hradzka: Cassidy, from Garth Ennis's PREACHER. (Default)
hradzka ([personal profile] hradzka) wrote2010-01-28 12:51
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trailer: PUMZI

Folks on my flist are really interested in diversity activism (see the recent fan-casting of Ken Watanabe as Magneto and Andre Braugher as Professor X), so I figured you guys might be interested in the trailer for PUMZI, a Kenyan science fiction flick that's playing at Sundance.





A lot of films have done similar stuff before, so I don't expect PUMZI to be wildly innovative as science fiction -- WALL-E, in particular, covered similar ground most recently, and the "anti-dream medication" gimmick is as subtle as a sledgehammer (and can be boring, as it was in EQUILIBRIUM, a dull flick wholly redeemed by its awesome gunfights) -- but it's got an very cool feel to it, and based on the trailer it's well-executed and gorgeously shot. The costuming, in particular, combines an African vibe with echoes of THX-1138, and the production design is very nice. I think it's produced by one of the guys who produced the short film that served as the basis for DISTRICT 9, so maybe they'll put a few new bells and whistles on somewhere.

I have to confess, though, that right after "Huh!" and "Pretty!" and "Looks interesting," my reaction was *"Holy cow, will this ever hit my flist's ticky-boxes."* 1) Female protagonist! 2) Of color! 3) Who gets dismissed by authority and goes forth on her own quest! So I'm posting it here for y'all.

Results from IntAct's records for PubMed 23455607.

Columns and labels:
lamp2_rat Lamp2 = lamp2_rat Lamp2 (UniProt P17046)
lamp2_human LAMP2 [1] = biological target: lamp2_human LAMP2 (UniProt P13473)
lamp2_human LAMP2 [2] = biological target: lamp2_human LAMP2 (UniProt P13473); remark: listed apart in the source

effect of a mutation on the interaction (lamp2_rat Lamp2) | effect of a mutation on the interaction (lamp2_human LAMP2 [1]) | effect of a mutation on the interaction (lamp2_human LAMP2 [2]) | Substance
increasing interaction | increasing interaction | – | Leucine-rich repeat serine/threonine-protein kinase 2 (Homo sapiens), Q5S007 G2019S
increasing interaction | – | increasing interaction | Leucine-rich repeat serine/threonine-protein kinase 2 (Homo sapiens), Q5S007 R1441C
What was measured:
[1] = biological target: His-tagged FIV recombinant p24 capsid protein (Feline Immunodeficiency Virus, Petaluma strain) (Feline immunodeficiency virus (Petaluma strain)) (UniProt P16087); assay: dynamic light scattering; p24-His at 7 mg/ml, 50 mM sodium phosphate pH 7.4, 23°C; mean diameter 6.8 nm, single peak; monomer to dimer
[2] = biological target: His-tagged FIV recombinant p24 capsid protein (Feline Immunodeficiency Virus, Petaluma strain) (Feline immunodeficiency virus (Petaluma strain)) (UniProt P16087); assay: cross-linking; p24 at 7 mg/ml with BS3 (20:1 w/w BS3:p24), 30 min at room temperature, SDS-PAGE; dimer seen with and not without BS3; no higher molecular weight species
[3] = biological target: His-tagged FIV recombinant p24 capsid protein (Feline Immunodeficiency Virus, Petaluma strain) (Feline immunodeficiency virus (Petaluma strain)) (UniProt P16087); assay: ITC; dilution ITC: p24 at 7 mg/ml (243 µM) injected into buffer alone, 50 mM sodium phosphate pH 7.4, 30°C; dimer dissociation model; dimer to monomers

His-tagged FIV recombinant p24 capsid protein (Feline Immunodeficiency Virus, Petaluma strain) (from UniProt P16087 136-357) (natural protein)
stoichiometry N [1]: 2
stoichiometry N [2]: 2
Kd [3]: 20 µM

I don't know if PUMZI combined with DISTRICT 9 means that we're going to be seeing a wave of African SF, but it would be cool to see African filmmakers get some spotlight time.

ETA: [personal profile] rydra_wong found a WIRED article about writer/director Wanuri Kahiu and her film. Lots of interesting stuff; movies shoot in Kenya all the time, so it has experienced crews, but its indigenous film industry is kind of in a position like Australia back in the day. Except sort of mirror-image, because while Australia had internal distribution but no moviemakers they do have moviemakers but no distribution system whatsoever. Kahiu picked up some grants from various organizations, including Focus Features, which is how she met ALIVE IN JOBURG's Simon Hansen. They provided advice and funding and left her alone to make the movie, because she's an experienced filmmaker who knows what she's doing -- her feature FROM A WHISPER won five African Academy Movie Awards. She hopes to get backing to expand PUMZI, which is a short, to feature length.

Here's another picture, which gives you an idea of the aesthetic.

the main character at her desk.

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